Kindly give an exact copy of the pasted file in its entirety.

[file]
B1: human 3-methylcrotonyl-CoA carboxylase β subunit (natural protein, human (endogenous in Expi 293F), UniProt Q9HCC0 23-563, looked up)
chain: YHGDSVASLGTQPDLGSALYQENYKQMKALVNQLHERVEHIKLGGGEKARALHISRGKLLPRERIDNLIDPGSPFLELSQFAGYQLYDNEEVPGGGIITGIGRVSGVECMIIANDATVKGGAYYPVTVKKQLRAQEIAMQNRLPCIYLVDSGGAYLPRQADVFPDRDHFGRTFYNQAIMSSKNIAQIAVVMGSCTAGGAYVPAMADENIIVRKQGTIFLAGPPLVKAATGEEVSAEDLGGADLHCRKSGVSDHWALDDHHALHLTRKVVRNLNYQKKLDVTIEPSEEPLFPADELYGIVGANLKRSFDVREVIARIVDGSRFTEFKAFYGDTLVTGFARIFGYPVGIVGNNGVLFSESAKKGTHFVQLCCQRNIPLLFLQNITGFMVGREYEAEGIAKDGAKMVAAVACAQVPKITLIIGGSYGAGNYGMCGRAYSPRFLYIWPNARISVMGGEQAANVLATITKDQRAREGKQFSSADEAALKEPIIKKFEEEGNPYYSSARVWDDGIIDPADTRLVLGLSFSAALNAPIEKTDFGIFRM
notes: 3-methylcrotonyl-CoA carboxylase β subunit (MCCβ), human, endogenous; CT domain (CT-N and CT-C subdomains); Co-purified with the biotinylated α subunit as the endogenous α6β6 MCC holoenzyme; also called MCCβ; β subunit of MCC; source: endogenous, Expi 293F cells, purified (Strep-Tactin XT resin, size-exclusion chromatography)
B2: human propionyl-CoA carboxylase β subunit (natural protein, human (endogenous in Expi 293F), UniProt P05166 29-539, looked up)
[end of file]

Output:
B1: human 3-methylcrotonyl-CoA carboxylase β subunit (natural protein, human (endogenous in Expi 293F), UniProt Q9HCC0 23-563, looked up)
chain: YHGDSVASLGTQPDLGSALYQENYKQMKALVNQLHERVEHIKLGGGEKARALHISRGKLLPRERIDNLIDPGSPFLELSQFAGYQLYDNEEVPGGGIITGIGRVSGVECMIIANDATVKGGAYYPVTVKKQLRAQEIAMQNRLPCIYLVDSGGAYLPRQADVFPDRDHFGRTFYNQAIMSSKNIAQIAVVMGSCTAGGAYVPAMADENIIVRKQGTIFLAGPPLVKAATGEEVSAEDLGGADLHCRKSGVSDHWALDDHHALHLTRKVVRNLNYQKKLDVTIEPSEEPLFPADELYGIVGANLKRSFDVREVIARIVDGSRFTEFKAFYGDTLVTGFARIFGYPVGIVGNNGVLFSESAKKGTHFVQLCCQRNIPLLFLQNITGFMVGREYEAEGIAKDGAKMVAAVACAQVPKITLIIGGSYGAGNYGMCGRAYSPRFLYIWPNARISVMGGEQAANVLATITKDQRAREGKQFSSADEAALKEPIIKKFEEEGNPYYSSARVWDDGIIDPADTRLVLGLSFSAALNAPIEKTDFGIFRM
notes: 3-methylcrotonyl-CoA carboxylase β subunit (MCCβ), human, endogenous; CT domain (CT-N and CT-C subdomains); Co-purified with the biotinylated α subunit as the endogenous α6β6 MCC holoenzyme; also called MCCβ; β subunit of MCC; source: endogenous, Expi 293F cells, purified (Strep-Tactin XT resin, size-exclusion chromatography)
B2: human propionyl-CoA carboxylase β subunit (natural protein, human (endogenous in Expi 293F), UniProt P05166 29-539, looked up)